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Preventing Spam When Using PHP's Mail Function - Page 2

by: Ian Gilfillan
|
March 27, 2008

How to avoid all of this spam

It's not just bcc that should worry us. There are other strings that spammers can use. These include: content-type:, mime-version:, multipart/mixed, cc as well as bcc. Spammers prefer bcc, but they don't always mind if everyone sees the full list of addresses they've spammed. I'm not going to focus on demonstrating all the possible exploits, rather, I'll focus on preventing the exploits. Suffice to say there are all sorts of possibilities, including sending HTML attachments and the like. This next addition checks for the existence of certain suspicious strings in any of the submitted values. If they exist, the mail is not sent. Similarly, the existence of newline characters is usually an indication of something unusual going on.

mail.php (4)

<?php
$to      = "bob@domain_example.co.za";
$subject = $_REQUEST["subject"];
$body = $_REQUEST["body"];
$email = $_REQUEST["email"];

function is_valid_email($email) {
  return preg_match('#^[a-z0-9.!\#$%&\'*+-/=?^_`{|}~]+@([0-9.]+|([^\s]+\.+[a-z]{2,6}))$#si', $email);
}

function contains_bad_str($str_to_test) {
  $bad_strings = array(
                "content-type:"
                ,"mime-version:"
                ,"multipart/mixed"
		,"Content-Transfer-Encoding:"
                ,"bcc:"
		,"cc:"
		,"to:"
  );
  
  foreach($bad_strings as $bad_string) {
    if(eregi($bad_string, strtolower($str_to_test))) {
      echo "$bad_string found. Suspected injection attempt - mail not being sent.";
      exit;
    }
  }
}

function contains_newlines($str_to_test) {
   if(preg_match("/(%0A|%0D|\\n+|\\r+)/i", $str_to_test) != 0) {
     echo "newline found in $str_to_test. Suspected injection attempt - mail not being sent.";
     exit;
   }
} 

if (!is_valid_email($email)) {
  echo 'Invalid email submitted - mail not being sent.';
  exit;
}

contains_bad_str($email);
contains_bad_str($subject);
contains_bad_str(body);

contains_newlines($email);
contains_newlines($subject);

$headers = "From: $email";
mail($to, $subject, $body, $headers);
echo "Thanks for submitting.";
?>

Further hardening

I'm partly hesitant to discuss the next part, as these additions are not strictly speaking necessary. However, I'm in favour of doing them in principle, and they're worth mentioning to get developers thinking along those sorts of lines. They have uses beyond just mail injection. They certainly don't provide a foolproof technique to avoid abuse. They involve doing what you can to ensure that a script is only accessed in the right context. If it should only ever be called as part of a POST procedure, ensure that it tests for this and doesn't permit access if it's anything else. Here's the script with this addition.

mail.php (5)

<?php
$to      = "bob@domain_example.co.za";
$subject = $_REQUEST["subject"];
$body = $_REQUEST["body"];
$email = $_REQUEST["email"];

$dodgy_strings = array(
                "content-type:"
                ,"mime-version:"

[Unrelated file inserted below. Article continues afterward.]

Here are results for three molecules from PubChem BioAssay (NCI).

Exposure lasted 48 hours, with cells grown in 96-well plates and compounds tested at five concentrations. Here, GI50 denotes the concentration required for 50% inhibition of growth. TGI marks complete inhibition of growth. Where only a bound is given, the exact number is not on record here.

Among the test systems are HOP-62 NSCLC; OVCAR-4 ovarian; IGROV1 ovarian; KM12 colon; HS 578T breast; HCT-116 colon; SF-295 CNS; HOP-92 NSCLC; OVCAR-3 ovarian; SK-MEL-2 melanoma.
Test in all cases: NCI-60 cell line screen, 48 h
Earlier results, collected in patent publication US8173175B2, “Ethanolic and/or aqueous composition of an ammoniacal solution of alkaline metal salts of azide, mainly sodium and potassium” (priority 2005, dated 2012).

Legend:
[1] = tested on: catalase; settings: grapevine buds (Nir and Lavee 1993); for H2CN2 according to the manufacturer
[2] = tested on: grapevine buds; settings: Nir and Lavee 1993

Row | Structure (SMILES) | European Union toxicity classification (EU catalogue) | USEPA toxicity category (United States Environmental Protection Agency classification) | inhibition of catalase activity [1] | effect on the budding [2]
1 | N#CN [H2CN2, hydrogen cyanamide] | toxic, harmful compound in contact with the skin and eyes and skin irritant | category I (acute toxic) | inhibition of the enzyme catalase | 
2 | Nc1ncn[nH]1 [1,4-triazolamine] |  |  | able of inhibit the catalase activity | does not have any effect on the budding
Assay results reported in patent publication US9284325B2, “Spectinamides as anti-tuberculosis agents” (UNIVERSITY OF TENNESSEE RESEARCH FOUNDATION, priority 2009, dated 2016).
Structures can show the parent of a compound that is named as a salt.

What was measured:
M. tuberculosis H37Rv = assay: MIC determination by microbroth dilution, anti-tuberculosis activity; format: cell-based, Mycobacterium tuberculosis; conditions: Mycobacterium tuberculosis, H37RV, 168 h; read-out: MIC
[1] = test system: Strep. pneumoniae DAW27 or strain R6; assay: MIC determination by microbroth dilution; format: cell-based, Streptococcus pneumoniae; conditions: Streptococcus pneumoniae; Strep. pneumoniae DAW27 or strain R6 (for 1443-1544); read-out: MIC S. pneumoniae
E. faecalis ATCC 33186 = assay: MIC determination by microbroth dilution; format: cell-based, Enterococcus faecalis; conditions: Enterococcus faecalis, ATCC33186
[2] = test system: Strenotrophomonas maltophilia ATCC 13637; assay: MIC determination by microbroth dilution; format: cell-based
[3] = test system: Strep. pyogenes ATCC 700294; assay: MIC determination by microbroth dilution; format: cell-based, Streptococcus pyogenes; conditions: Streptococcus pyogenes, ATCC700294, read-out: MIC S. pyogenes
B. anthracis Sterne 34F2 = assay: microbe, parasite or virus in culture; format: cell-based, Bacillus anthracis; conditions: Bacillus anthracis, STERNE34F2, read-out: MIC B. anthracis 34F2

,"multipart/mixed"
                ,"bcc:"
);

function is_valid_email($email) {
  return preg_match('#^[a-z0-9.!\#$%&\'*+-/=?^_`{|}~]+@([0-9.]+|([^\s]+\.+[a-z]{2,6}))$#si', $email);
}

function contains_bad_str($str_to_test) {
  $bad_strings = array(
                "content-type:"
                ,"mime-version:"
                ,"multipart/mixed"
		,"Content-Transfer-Encoding:"
                ,"bcc:"
		,"cc:"
		,"to:"
  );
  
  foreach($bad_strings as $bad_string) {
    if(eregi($bad_string, strtolower($str_to_test))) {
      echo "$bad_string found. Suspected injection attempt - mail not being sent.";
      exit;
    }
  }
}

function contains_newlines($str_to_test) {
   if(preg_match("/(%0A|%0D|\\n+|\\r+)/i", $str_to_test) != 0) {
     echo "newline found in $str_to_test. Suspected injection attempt - mail not being sent.";
     exit;
   }
} 

if($_SERVER['REQUEST_METHOD'] != "POST"){
   echo("Unauthorized attempt to access page.");
   exit;
}

if (!is_valid_email($email)) {
  echo 'Invalid email submitted - mail not being sent.';
  exit;
}

contains_bad_str($email);
contains_bad_str($subject);
contains_bad_str(body);

contains_newlines($email);
contains_newlines($subject);

$headers = "From: $email";
mail($to, $subject, $body, $headers);
echo "Thanks for submitting.";
?>
Similarly, if your mail script should only ever be called from a particular page, check to see if the user is coming from the right referer. Any attempt to directly access the page, or call it from any other page, should also result in an error, with further access denied. This sort of thing can be done with PHP, but is perhaps best done through the web server itself. However, the referer can also be faked. A further suggestion, which I've never implemented myself but makes a lot of sense, is to do some form of IP checking. If the IP has not visited the specific page shortly prior to calling the script, deny access. This avoids the problem of using a fake referer and going directly to the mail script.

Conclusion

Of course there are all sorts of things that you can do to enhance this script. You may want to log spam attempts either to a file or database. Useful data to capture includes the IP, referrer, user-agent, request string and request method. The request string can provide great insight into the minds of the spammers, as there will usually be quite a few attempts from the same source. The effort is worth it for the spammer, as they're putting in the work hoping to get a long-term benefit - a script that they can continue to exploit for a long time. Implement these changes, and your scripts should be a lot more secure - but don't sit back after that. Keep your eyes open. Security needs constant attention! Good luck.



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